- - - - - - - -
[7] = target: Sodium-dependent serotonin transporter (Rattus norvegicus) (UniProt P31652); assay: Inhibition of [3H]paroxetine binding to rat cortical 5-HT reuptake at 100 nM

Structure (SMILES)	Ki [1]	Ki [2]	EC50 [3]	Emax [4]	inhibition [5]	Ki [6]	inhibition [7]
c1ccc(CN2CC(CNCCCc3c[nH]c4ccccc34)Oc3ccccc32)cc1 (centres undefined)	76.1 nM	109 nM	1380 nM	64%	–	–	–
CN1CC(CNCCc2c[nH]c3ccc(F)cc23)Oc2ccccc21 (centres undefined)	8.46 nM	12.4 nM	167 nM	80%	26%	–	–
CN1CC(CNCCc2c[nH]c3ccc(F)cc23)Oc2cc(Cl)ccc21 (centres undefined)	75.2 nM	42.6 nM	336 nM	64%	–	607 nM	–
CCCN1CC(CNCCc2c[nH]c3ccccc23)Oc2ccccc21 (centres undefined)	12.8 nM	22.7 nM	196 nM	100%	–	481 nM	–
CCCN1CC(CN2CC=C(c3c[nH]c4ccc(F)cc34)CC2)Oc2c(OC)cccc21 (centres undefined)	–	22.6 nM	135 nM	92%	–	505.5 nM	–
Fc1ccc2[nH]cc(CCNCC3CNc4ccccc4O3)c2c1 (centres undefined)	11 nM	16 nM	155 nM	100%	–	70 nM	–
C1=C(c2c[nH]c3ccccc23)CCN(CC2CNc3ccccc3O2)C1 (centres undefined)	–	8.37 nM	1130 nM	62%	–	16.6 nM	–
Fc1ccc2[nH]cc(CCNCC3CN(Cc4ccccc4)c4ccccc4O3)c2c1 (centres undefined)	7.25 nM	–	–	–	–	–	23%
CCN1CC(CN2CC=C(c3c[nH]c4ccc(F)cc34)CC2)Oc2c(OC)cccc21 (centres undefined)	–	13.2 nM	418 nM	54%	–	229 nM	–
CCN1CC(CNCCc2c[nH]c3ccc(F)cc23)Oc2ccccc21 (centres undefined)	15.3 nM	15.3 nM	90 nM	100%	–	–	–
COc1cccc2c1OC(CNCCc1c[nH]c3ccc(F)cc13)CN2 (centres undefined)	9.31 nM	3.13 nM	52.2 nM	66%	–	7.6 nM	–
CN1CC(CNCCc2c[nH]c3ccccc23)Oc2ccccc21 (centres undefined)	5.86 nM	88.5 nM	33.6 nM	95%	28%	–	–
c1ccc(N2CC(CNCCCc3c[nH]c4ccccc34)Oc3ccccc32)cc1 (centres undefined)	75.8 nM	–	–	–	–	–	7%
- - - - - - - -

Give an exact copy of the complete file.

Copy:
[7] = target: Sodium-dependent serotonin transporter (Rattus norvegicus) (UniProt P31652); assay: Inhibition of [3H]paroxetine binding to rat cortical 5-HT reuptake at 100 nM

Structure (SMILES)	Ki [1]	Ki [2]	EC50 [3]	Emax [4]	inhibition [5]	Ki [6]	inhibition [7]
c1ccc(CN2CC(CNCCCc3c[nH]c4ccccc34)Oc3ccccc32)cc1 (centres undefined)	76.1 nM	109 nM	1380 nM	64%	–	–	–
CN1CC(CNCCc2c[nH]c3ccc(F)cc23)Oc2ccccc21 (centres undefined)	8.46 nM	12.4 nM	167 nM	80%	26%	–	–
CN1CC(CNCCc2c[nH]c3ccc(F)cc23)Oc2cc(Cl)ccc21 (centres undefined)	75.2 nM	42.6 nM	336 nM	64%	–	607 nM	–
CCCN1CC(CNCCc2c[nH]c3ccccc23)Oc2ccccc21 (centres undefined)	12.8 nM	22.7 nM	196 nM	100%	–	481 nM	–
CCCN1CC(CN2CC=C(c3c[nH]c4ccc(F)cc34)CC2)Oc2c(OC)cccc21 (centres undefined)	–	22.6 nM	135 nM	92%	–	505.5 nM	–
Fc1ccc2[nH]cc(CCNCC3CNc4ccccc4O3)c2c1 (centres undefined)	11 nM	16 nM	155 nM	100%	–	70 nM	–
C1=C(c2c[nH]c3ccccc23)CCN(CC2CNc3ccccc3O2)C1 (centres undefined)	–	8.37 nM	1130 nM	62%	–	16.6 nM	–
Fc1ccc2[nH]cc(CCNCC3CN(Cc4ccccc4)c4ccccc4O3)c2c1 (centres undefined)	7.25 nM	–	–	–	–	–	23%
CCN1CC(CN2CC=C(c3c[nH]c4ccc(F)cc34)CC2)Oc2c(OC)cccc21 (centres undefined)	–	13.2 nM	418 nM	54%	–	229 nM	–
CCN1CC(CNCCc2c[nH]c3ccc(F)cc23)Oc2ccccc21 (centres undefined)	15.3 nM	15.3 nM	90 nM	100%	–	–	–
COc1cccc2c1OC(CNCCc1c[nH]c3ccc(F)cc13)CN2 (centres undefined)	9.31 nM	3.13 nM	52.2 nM	66%	–	7.6 nM	–
CN1CC(CNCCc2c[nH]c3ccccc23)Oc2ccccc21 (centres undefined)	5.86 nM	88.5 nM	33.6 nM	95%	28%	–	–
c1ccc(N2CC(CNCCCc3c[nH]c4ccccc34)Oc3ccccc32)cc1 (centres undefined)	75.8 nM	–	–	–	–	–	7%